Music, as any teen in a garage band will tell you, should be as simple to make as it is to listen to. That hasn't always been the case with musicmaking software though. Turning your computer into a recording studio with programs like Pro Tools and Cakewalk Plasma means splashing out hundreds of dollars and slogging through dense instruction manuals. There had to be an easier way. Now Apple has found it with GarageBand, part of its $49 suite of Mac-only iLife applications released last week. As the name suggests, GarageBand is aimed at amateurs. You don't need to read the manual to put together a pretty professional-sounding tune. You don't even need much talent.
At its simplest level, GarageBand lets you lay down loopsprerecorded short riffs by drums, bass, piano and so on. There are 1,000 loops to choose from on the basic software and 2,000 more on the $99 add-on, Jam Pack. Here's the clever bit: the loops are arranged not just by instrument but also under mood-based headings like "Relaxed," "Intense," "Cheerful" and so on. Click and drag your loops into the score, and they become interactive. You can stretch and splice them like lumps of Play-Doh. In just 10 minutes I found I could intuitively assemble a thumping dance ditty that would not disgrace most deejays' decks.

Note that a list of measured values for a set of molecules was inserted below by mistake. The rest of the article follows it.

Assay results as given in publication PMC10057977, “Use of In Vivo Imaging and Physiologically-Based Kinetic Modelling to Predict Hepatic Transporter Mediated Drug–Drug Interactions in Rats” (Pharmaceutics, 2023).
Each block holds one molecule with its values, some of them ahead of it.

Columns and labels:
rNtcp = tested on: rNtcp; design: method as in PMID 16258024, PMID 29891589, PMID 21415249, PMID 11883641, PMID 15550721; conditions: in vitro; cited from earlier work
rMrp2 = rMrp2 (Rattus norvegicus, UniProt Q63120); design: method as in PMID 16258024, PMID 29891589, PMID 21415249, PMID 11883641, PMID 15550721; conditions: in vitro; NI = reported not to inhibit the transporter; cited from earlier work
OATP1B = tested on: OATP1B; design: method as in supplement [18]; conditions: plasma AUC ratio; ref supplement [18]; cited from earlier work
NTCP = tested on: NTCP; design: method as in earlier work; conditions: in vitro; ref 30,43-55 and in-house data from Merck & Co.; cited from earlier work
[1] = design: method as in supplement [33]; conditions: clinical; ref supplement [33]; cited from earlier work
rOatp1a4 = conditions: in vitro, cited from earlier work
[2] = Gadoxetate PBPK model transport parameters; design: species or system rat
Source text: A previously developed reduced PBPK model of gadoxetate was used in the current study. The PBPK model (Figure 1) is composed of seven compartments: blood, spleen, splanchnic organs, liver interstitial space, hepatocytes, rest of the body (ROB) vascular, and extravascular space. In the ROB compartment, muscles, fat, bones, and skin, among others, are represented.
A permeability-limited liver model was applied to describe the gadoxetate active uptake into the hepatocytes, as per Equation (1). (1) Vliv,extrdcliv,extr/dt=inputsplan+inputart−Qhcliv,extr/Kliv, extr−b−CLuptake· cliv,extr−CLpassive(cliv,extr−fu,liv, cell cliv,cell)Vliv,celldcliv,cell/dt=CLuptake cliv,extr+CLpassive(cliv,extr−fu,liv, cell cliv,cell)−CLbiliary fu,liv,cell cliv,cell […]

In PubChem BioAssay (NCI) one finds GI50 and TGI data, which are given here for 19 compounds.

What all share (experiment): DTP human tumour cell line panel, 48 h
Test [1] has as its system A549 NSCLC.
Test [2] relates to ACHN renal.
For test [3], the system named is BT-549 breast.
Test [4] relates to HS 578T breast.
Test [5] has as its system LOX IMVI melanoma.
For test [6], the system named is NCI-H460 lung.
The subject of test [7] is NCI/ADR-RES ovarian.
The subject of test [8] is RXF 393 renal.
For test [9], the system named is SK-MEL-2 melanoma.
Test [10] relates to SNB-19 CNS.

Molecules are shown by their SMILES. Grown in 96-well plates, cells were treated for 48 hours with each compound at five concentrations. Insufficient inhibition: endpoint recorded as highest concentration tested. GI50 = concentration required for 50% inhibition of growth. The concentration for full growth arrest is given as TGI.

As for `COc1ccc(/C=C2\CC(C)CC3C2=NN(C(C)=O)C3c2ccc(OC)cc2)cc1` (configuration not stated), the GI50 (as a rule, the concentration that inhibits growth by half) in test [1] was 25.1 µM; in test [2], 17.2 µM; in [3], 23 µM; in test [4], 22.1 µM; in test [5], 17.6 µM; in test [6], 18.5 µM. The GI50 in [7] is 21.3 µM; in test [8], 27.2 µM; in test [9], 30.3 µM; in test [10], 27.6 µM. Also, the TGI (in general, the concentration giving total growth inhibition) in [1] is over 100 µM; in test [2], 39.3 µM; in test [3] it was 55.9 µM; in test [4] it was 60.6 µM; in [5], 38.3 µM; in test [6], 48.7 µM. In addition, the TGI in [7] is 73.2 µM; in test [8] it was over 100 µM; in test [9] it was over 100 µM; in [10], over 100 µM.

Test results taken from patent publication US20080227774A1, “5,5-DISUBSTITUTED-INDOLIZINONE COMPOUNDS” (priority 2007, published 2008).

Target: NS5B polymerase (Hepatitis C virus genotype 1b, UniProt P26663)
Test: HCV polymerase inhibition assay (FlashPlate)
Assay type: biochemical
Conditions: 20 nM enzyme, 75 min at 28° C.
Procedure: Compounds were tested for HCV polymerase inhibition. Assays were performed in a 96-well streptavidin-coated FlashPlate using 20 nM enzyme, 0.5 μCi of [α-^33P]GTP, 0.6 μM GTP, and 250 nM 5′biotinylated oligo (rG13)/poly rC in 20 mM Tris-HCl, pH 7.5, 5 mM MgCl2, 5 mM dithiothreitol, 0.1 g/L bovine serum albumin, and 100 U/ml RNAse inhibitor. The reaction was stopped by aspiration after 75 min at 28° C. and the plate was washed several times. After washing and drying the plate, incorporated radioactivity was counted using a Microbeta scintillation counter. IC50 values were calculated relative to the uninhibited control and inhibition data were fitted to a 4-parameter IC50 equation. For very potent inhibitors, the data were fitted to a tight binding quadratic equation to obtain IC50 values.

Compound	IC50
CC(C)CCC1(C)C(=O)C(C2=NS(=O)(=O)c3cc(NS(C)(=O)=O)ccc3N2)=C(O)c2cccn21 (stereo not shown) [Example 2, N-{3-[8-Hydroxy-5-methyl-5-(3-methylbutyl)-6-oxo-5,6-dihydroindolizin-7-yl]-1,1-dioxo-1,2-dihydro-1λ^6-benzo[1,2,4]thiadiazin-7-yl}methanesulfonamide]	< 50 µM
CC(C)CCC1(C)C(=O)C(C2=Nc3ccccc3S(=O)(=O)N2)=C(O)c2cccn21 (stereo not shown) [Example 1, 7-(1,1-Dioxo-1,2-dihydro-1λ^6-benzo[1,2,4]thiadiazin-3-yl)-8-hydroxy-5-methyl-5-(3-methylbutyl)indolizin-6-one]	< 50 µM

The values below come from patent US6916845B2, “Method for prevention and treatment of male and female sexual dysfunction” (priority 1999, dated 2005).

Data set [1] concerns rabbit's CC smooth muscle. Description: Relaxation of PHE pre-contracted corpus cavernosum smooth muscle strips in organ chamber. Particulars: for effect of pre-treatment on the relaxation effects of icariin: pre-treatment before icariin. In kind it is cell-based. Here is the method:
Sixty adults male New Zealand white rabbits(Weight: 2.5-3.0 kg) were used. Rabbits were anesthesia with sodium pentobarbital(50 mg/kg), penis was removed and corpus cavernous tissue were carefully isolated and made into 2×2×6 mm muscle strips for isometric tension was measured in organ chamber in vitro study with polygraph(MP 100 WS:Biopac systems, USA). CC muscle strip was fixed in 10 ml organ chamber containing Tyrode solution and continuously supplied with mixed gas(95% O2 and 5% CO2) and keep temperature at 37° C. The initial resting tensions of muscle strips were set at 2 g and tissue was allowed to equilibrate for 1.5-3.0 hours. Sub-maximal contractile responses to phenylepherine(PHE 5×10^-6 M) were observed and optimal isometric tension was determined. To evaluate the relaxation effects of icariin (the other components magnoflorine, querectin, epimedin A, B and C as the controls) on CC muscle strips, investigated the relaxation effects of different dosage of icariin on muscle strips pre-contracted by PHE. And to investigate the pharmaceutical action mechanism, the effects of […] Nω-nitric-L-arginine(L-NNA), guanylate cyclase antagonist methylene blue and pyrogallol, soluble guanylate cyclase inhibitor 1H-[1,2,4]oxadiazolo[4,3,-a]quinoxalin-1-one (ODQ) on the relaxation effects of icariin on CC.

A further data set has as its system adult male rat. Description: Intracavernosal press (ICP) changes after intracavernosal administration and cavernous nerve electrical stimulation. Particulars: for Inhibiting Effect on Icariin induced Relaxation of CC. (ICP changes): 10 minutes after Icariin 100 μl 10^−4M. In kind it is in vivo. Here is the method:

You can add your own musical stylings by plugging in a keyboard, microphone or guitar. Apple is selling a $99 keyboard that plugs directly into the computer via a USB connection, and a $149 amp for guitar, bass, microphone and keyboards with MIDI connections. There are 50 software instruments in GarageBand and an additional 100 in Jam Pack. You can make your guitar seem as if it's coming through a vintage '60s amp, or your keyboard sound like a surprisingly realistic steel guitar. Select a sound and you're ready to hit the Record button. And if you flub the recording, even with the built-in metronome? Not to worry. Hit the Fix Timing button and your so-so keyboard solo will sound a little more like Ben Folds. Just don't let your piano teacher catch you doing it.
Like any other brand-new software, GarageBand has its bugs. For one thing, you're supposed to be able to use digital music files from iTunes, theoretically making sampling a snap, but most of mine kept getting rejected. And GarageBand hogs a lot of computer memory. Still, these are quibbles compared with how easy it is to create a song with up to 64 layers of loops and tracks. Coolest of all: you can save that work of genius to your iPod. After all, your music should be as simple to listen to as it was to make.